Julius von Bismarck
Whole Earth Archive
Whole Earth Archive by Julius von Bismarck—the last exhibition in the old premises of alexander levy gallery on Rudi-Dutschke-Strasse 26, 10969 Berlin—is on view through 1 May.
The installation Whole Earth Archive explores alternative ways of understanding and archiving events on Earth and seeing the universe as a carrier of all information that ever radiated out from the planet. With a kinetic installation consisting of asteroid-looking stones and a Cosmic Microwave Background-tapestry, von Bismarck investigates a theoretical possibility to access that archive and look into the Earth’s past.
Three massive rotating slate stones with retroreflective mirror surfaces entitled Time Apparatus float at the centre of the exhibition space. Evoking images of orbiting asteroids, the sculptures represent models of von Bismarck’s envisioned space archive: “Looking far into space means looking far back in time; this leads to the conclusion that, reversely, an observer in space, would see Earth as it appeared in the past.” “Combining the principle of the limited speed of light with a set-up of huge mirrors in the cosmos would allow us to access this past. The light radiating away from Earth can be understood as a storer, the mirrors placed in the cosmos as a provider of data.” The retroreflective structure of the Time Apparatus-sculptures formulates this idea by using microscopic mirror planes that bounce back each image to its source.
Artist Talk: Julius von Bismarck and Dr. Subodh P. Patil
Apr 30, 5 pm
alexander levy, Rudi-Dutschke-Str. 26
On the occasion of Gallery Weekend Berlin and the exhibition Whole Earth Archive alexander levy will host an artist talk between Julius von Bismarck and Dr. Subodh P. Patil, a theoretical physicist and assistant professor at the Lorentz Institute, Leiden University, this Saturday.
Lies, Half-Truths & Propaganda [The Bad, the Worse, and the Worst]
alexander levy gallery is relocating to new premises in the Moabit district just in time for Gallery Weekend Berlin 2022. After 10 years in Kreuzberg, a new chapter begins in this new location; and following more than 50 years in Hamburg and temporary branches in Paris and Madrid, LEVY gallery will now also have a space in Berlin again. Thanks to the new spatial proximity between the father’s and son’s galleries, visitors will have the opportunity to discover the different artistic stances in both programs.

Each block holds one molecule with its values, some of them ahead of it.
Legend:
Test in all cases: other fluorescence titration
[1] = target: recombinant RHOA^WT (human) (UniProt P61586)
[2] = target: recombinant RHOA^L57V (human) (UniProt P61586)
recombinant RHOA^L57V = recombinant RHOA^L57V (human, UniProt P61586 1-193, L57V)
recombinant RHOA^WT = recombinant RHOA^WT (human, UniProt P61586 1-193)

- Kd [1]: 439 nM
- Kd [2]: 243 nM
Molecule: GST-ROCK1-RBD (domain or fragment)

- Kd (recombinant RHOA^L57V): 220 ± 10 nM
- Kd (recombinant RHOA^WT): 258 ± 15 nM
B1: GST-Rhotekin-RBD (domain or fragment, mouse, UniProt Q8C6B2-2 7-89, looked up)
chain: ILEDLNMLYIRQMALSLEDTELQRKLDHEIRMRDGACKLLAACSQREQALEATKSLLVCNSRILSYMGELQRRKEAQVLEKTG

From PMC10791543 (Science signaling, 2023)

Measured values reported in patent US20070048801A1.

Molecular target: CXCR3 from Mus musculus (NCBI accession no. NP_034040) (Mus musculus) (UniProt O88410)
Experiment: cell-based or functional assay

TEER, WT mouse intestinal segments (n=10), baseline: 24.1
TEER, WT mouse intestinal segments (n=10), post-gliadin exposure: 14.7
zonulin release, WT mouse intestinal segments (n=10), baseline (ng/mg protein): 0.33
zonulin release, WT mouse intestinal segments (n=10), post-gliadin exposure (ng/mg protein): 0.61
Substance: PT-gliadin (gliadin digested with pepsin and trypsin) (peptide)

In the exhibition Lies, Half-Truths & Propaganda [The Bad, the Worse, and the Worst] the Russian-Austrian artist Egor Kraft will be presenting new works at alexander levy. As a result of the Russian invasion of Ukraine, Kraft is unable to complete the work he had originally planned. Nonetheless, he believes that it is absolutely necessary to react to the current acts of war. Kraft will show a series that was already part of his ongoing research. It explores the technological potential for combating the spread of misinformation and propaganda that is at the heart of the continuing warfare in Ukraine. Independent and serverless technologies make it possible to verify the authenticity of still and moving images. With this in mind, he has developed a series of prototypes that provide journalists—including war correspondents—with a blockchain-based toolset to record the extended metadata of their footage. This allows it to be registered and stored in a forgery-proof format as soon as the images are captured. Thus introducing a decentralised public evidence archive and a next generation tool for effective fact-proofing.
By involving serverless technologies for decentralizing a public archive of data storage and in dynamic collaboration with multiple blockchain focused projects and communities the artist suggests a proposal to further develop solutions that circumvent censorship—something that is essential for independent reporting. Kraft thus makes complex propositions at the frontier between art, technology, and activism to counter the current and forthcoming information wars.
The exhibition will be continuously developed in collaboration with other artists and technologists, including those from Ukraine.